Find your inner ‘David’ – wildlife photography that inspires

Described as ‘one of the pinnacles of wildlife conservation photography’, Wildlife Photographer of the Year comes to the Maritime Museum in Sydney.

Did you grow up on a diet of awe-inspiring nature imagery from David Attenborough? There is a whole fraternity of photographers globally who share his passion for capturing our natural world – its strengths and its fragilities.

Indeed, over 100 stunning images from the 58th Wildlife Photographer of the Year competition (WPY58) have now come to the Australian National Maritime Museum (Maritime Museum), on loan from the Natural History Museum in London.

The world-renowned exhibition opened 1 April, and tells ‘the story of a planet under pressure,’ says Dr Doug Gurr, Director of the Natural History Museum London.

That collective passion to educate and protect was reflected in the 38,575 entries received this year, reaching across 93 countries. The competition has come a long way since it was launched in 1965 with just 365 entrants.

As the Maritime Museum Director, Daryl Karp, says, ‘The WPY58 from the National Museum in London is an extraordinary showcase of wildlife conservation photography.’

Karp says she is also intrigued by and passionate about the natural world, adding, ‘I’m always inspired and moved by the impact these images have both on me and our many visitors. I’m in awe of the talent, tenacity and instincts of nature photographers of this calibre, who go above and beyond for the perfect shot.’

The finalists were judged on criteria including originality, narrative, technical excellence and ethical practice. Among the selected works are a number from Australian photographers, including Up a gum tree by Callum Hockey, Double interest by Scott Portelli, The snake tree by Juergen Freund and Wombat lockdown by Douglas Gimesy, placing our unique natural world in a global context.

‘The snake tree’ by Juergen Freund, Highly Commended, Behaviour: Amphibians and Reptiles, in ‘Wildlife Photographer of the Year’ 58. Image courtesy the artist.

Award-winning Conservation Wildlife Photographer, Juergen Freund tells ArtsHub,: ‘I had the privilege of photographing The snake tree during an assignment for the Worldwide Fund for Nature (WWF South Pacific) in Fiji’s Great Sea Reef. This remarkable species of highly venomous sea kraits holds great significance as the islanders’ totem. They evoke both fear and reverence, deeply intertwined within the cultural fabric of the Fijians from Macuata.’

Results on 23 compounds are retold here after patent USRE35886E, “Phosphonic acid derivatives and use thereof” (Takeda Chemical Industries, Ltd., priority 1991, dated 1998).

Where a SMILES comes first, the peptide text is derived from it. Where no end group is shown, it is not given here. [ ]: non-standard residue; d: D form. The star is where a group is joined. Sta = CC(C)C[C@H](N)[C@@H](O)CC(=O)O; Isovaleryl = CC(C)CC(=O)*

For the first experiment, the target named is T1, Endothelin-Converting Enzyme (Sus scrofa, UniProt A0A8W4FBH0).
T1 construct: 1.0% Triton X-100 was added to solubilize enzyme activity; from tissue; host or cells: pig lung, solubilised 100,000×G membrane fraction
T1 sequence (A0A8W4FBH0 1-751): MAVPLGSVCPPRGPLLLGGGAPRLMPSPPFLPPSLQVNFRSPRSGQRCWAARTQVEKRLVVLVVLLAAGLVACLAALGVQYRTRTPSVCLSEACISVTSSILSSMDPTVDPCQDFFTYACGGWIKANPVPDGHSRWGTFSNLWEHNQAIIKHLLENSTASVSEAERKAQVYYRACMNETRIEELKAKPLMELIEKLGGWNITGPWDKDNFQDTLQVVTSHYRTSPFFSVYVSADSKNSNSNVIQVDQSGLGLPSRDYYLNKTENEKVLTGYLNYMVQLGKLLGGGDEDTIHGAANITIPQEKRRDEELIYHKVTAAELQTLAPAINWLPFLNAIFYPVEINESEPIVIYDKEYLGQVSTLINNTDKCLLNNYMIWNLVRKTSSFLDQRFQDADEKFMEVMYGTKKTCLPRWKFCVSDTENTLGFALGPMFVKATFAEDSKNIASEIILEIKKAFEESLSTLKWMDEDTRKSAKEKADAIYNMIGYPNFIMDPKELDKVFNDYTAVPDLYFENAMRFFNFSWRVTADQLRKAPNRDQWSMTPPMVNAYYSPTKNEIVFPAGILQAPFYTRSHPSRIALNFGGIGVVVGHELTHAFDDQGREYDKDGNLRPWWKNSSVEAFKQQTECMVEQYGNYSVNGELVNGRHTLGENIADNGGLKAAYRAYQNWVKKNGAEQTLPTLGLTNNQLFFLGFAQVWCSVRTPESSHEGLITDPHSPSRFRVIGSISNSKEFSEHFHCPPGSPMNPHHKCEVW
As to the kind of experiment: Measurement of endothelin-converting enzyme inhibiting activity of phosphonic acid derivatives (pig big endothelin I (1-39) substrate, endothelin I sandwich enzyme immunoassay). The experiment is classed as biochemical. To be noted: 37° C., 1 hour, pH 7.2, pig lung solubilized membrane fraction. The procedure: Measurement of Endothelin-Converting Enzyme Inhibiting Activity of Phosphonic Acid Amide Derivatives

Freund’s photograph, The snake tree, was Highly Commended. Karp says, ‘This exhibition gives us an insight into the hidden lives of these creatures and habitats that have often been affected by human activity.’

Freund is an 11-time winner of the WPY for his images that capture two worlds in a single frame. He will be teaching a photography masterclass on the split worlds of underwater and above-water environments at the Australian National Maritime Museum on Wednesday 28 June.

This Museum is garnering a reputation for featuring extraordinary photography, with some exciting upcoming exhibitions at its Darling Harbour location in Sydney.

The popularity of signature exhibitions, like the Wildlife Photographer of the Year, has made London’s Natural History Museum the most visited indoor attraction in the UK last year.

It is considered one of the world’s greatest institutions, in that it educates through exhibitions, while also housing 350 scientists in a dedicated research centre, working to find solutions to the planetary emergency.

Partnering with the Australian National Maritime Museum signals a shared professional vision to connect audiences and new knowledge, while inspiring and informing. This year’s exhibition will do exactly that – empower and advocate for the natural world.

The Wildlife Photographer of the Year exhibition opened at the Australian National Maritime Museum on 1 April and runs until October.

The Australian National Maritime Museum is the exclusive Sydney venue for the exhibition.

The Wildlife Photographer of the Year exhibition opened at the Australian National Maritime Museum on 1 April and runs until October.

The Australian National Maritime Museum is the exclusive Sydney venue for the exhibition.

Gina Fairley is ArtsHub's National Visual Arts Editor. For a decade she worked as a freelance writer and curator across Southeast Asia and was previously the Regional Contributing Editor for Hong Kong based magazines Asian Art News and World Sculpture News. Prior to writing she worked as an arts manager in America and Australia for 14 years, including the regional gallery, biennale and commercial sectors. She is based in Mittagong, regional NSW. Twitter: @ginafairley Instagram: fairleygina